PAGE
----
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The impact of home life on a child’s education

A commentary by Cuthbert Sandy

My teacher education in the years 1976–1978 at Corinth Teachers’ College still serves me in good stead, notwithstanding from that time to now there have been major improvements in technology and an explosion of the social media.

The basics remain the same. My concern is the need to remind parents of the impact of the home life on the education and the eventual success or otherwise of their child. I do proffer some tips.

You want your child to grow up to be healthy, happy and exceptional adults, but for that to happen your children need to be properly cared for, guided, loved, disciplined, taught and encouraged along the way.

Parents have the responsibility of encouraging, modelling and reinforcing appropriate behaviour. It is important that parents understand their role in the development and establishment of these behaviours.

A child’s education starts from home. Parents are their first teachers and they have a key role in shaping their character. A balance of education at home and school will mould a student’s actual learning. Parents need to be a helpful hand in the child’s educational journey and travel with them with true inspiration.

A child’s learning scale is highly related to how they are treated at home. A few ways which parents can adopt to help with their child’s education:

Be a role model: Children would be easily inspired by what their parents do. So it would be good to be a role model in their learning phase. Show them how exciting and meaningful a school life can be if they give of their best.

Read together: Parents doing things together with their children give them a sense of support and confidence. It is a good idea to visit the library together and share quality books to help them get additional knowledge than classroom lessons.

Oversee a child’s activity: It is important to have an eye on the child’s activity in school and home. Their general habits are closely linked to how they perform in their studies. Balancing the time between lessons, play time and rest is important to have a quality student life.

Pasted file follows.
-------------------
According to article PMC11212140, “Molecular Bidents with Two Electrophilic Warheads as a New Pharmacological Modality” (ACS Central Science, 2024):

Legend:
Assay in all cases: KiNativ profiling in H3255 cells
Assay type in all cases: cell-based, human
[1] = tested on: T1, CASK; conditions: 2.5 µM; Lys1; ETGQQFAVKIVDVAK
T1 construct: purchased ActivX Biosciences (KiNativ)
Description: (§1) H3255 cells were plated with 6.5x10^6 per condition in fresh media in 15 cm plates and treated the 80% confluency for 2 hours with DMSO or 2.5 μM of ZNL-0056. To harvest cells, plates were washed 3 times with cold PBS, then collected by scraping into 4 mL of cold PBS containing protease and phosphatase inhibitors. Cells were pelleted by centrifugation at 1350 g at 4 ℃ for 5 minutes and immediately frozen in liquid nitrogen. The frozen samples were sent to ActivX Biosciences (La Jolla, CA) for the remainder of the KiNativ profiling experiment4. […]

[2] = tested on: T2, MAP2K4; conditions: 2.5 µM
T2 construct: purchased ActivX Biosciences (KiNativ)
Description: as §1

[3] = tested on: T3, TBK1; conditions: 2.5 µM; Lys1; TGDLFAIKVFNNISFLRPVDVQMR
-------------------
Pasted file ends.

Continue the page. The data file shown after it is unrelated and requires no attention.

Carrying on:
Provide a pleasant atmosphere: Parents should ensure that their children are provided with a peaceful and pleasant atmosphere at home. Avoid discussing family problems in kid’s presence. If you notice that your child is not performing well or giving less attention to studies, correct that situation. Don’t spoil their peace of mind with ill words, give constructive criticism if you notice any downsides. Make them understand what is right and wrong rather than simply blaming them.

Help them with home assignments without actually doing it for them. Help them prepare for exams with good guidance and support. Reward them for good results. Maintain parent/teacher relationships. Don’t skip parent/teacher meetings. When you show an interest in your child’s matters, it gives them a good feeling.

Set aside time: Working parents would be busy with their tight schedules, however you need to set aside time for your children. Monitor and prioritise the child’s learning. Avoid unnecessary trips or functions that can affect their school schedule. Don’t allow them to take unnecessary leave from school for silly matters.

Share your personal experience: It is good to share some of your school life experiences with your child. This can include positive and negative experiences to help them understand the importance of learning. Inspire them with your success stories to teach them the importance of hard work.

Talk with your child: Spend enough time every day to talk with your child. Learn from them about their concerns or doubts about any thoughts or scary things and give them moral support for the problems they are facing. Be a good friend. Give your child an opportunity to share what is on their mind and to express their true feelings.

Besides school learning, parents’ active role during their child’s study life can help them to grow up with better social skills and improved behaviour. Many studies and surveys have noted the importance of parents’ involvement in the child’s education. Students with good support from home have achieved more success at school and grew up with a higher self-esteem.